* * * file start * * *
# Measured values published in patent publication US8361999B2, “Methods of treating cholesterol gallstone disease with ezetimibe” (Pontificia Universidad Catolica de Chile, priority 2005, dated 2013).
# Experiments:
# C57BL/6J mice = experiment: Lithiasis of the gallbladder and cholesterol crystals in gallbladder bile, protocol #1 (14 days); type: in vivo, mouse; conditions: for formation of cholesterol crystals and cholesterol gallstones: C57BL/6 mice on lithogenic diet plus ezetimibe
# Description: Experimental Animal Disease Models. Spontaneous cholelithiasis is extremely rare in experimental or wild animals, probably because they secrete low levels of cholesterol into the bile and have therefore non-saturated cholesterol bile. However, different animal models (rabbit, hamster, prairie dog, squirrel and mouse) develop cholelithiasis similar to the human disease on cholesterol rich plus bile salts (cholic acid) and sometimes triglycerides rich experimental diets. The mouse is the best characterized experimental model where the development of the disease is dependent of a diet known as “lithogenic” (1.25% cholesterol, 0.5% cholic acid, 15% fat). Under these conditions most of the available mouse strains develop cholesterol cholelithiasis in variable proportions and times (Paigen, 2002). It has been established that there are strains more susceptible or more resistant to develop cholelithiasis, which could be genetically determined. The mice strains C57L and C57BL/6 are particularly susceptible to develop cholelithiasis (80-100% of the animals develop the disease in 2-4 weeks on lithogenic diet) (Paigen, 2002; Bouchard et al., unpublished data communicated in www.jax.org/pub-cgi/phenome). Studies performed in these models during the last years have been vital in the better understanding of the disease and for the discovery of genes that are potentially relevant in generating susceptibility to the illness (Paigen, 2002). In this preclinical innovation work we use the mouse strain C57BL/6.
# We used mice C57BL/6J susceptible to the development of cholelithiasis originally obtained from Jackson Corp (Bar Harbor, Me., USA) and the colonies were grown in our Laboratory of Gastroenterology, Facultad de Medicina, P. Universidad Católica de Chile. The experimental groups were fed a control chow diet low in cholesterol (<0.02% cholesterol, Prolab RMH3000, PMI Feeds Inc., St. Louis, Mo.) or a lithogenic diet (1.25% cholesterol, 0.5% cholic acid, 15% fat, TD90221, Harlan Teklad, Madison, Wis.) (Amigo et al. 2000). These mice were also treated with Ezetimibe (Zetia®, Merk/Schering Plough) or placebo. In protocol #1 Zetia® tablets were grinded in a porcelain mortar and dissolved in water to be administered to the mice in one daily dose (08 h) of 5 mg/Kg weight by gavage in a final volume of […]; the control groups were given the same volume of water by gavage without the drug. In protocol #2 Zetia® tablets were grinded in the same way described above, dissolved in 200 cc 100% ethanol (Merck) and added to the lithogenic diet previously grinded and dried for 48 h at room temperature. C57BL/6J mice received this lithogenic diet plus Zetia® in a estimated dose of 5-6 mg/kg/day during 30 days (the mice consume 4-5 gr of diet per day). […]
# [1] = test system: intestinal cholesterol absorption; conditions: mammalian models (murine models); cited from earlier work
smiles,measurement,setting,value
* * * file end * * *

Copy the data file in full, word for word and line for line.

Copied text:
# Measured values published in patent publication US8361999B2, “Methods of treating cholesterol gallstone disease with ezetimibe” (Pontificia Universidad Catolica de Chile, priority 2005, dated 2013).
# Experiments:
# C57BL/6J mice = experiment: Lithiasis of the gallbladder and cholesterol crystals in gallbladder bile, protocol #1 (14 days); type: in vivo, mouse; conditions: for formation of cholesterol crystals and cholesterol gallstones: C57BL/6 mice on lithogenic diet plus ezetimibe
# Description: Experimental Animal Disease Models. Spontaneous cholelithiasis is extremely rare in experimental or wild animals, probably because they secrete low levels of cholesterol into the bile and have therefore non-saturated cholesterol bile. However, different animal models (rabbit, hamster, prairie dog, squirrel and mouse) develop cholelithiasis similar to the human disease on cholesterol rich plus bile salts (cholic acid) and sometimes triglycerides rich experimental diets. The mouse is the best characterized experimental model where the development of the disease is dependent of a diet known as “lithogenic” (1.25% cholesterol, 0.5% cholic acid, 15% fat). Under these conditions most of the available mouse strains develop cholesterol cholelithiasis in variable proportions and times (Paigen, 2002). It has been established that there are strains more susceptible or more resistant to develop cholelithiasis, which could be genetically determined. The mice strains C57L and C57BL/6 are particularly susceptible to develop cholelithiasis (80-100% of the animals develop the disease in 2-4 weeks on lithogenic diet) (Paigen, 2002; Bouchard et al., unpublished data communicated in www.jax.org/pub-cgi/phenome). Studies performed in these models during the last years have been vital in the better understanding of the disease and for the discovery of genes that are potentially relevant in generating susceptibility to the illness (Paigen, 2002). In this preclinical innovation work we use the mouse strain C57BL/6.
# We used mice C57BL/6J susceptible to the development of cholelithiasis originally obtained from Jackson Corp (Bar Harbor, Me., USA) and the colonies were grown in our Laboratory of Gastroenterology, Facultad de Medicina, P. Universidad Católica de Chile. The experimental groups were fed a control chow diet low in cholesterol (<0.02% cholesterol, Prolab RMH3000, PMI Feeds Inc., St. Louis, Mo.) or a lithogenic diet (1.25% cholesterol, 0.5% cholic acid, 15% fat, TD90221, Harlan Teklad, Madison, Wis.) (Amigo et al. 2000). These mice were also treated with Ezetimibe (Zetia®, Merk/Schering Plough) or placebo. In protocol #1 Zetia® tablets were grinded in a porcelain mortar and dissolved in water to be administered to the mice in one daily dose (08 h) of 5 mg/Kg weight by gavage in a final volume of […]; the control groups were given the same volume of water by gavage without the drug. In protocol #2 Zetia® tablets were grinded in the same way described above, dissolved in 200 cc 100% ethanol (Merck) and added to the lithogenic diet previously grinded and dried for 48 h at room temperature. C57BL/6J mice received this lithogenic diet plus Zetia® in a estimated dose of 5-6 mg/kg/day during 30 days (the mice consume 4-5 gr of diet per day). […]
# [1] = test system: intestinal cholesterol absorption; conditions: mammalian models (murine models); cited from earlier work
smiles,measurement,setting,value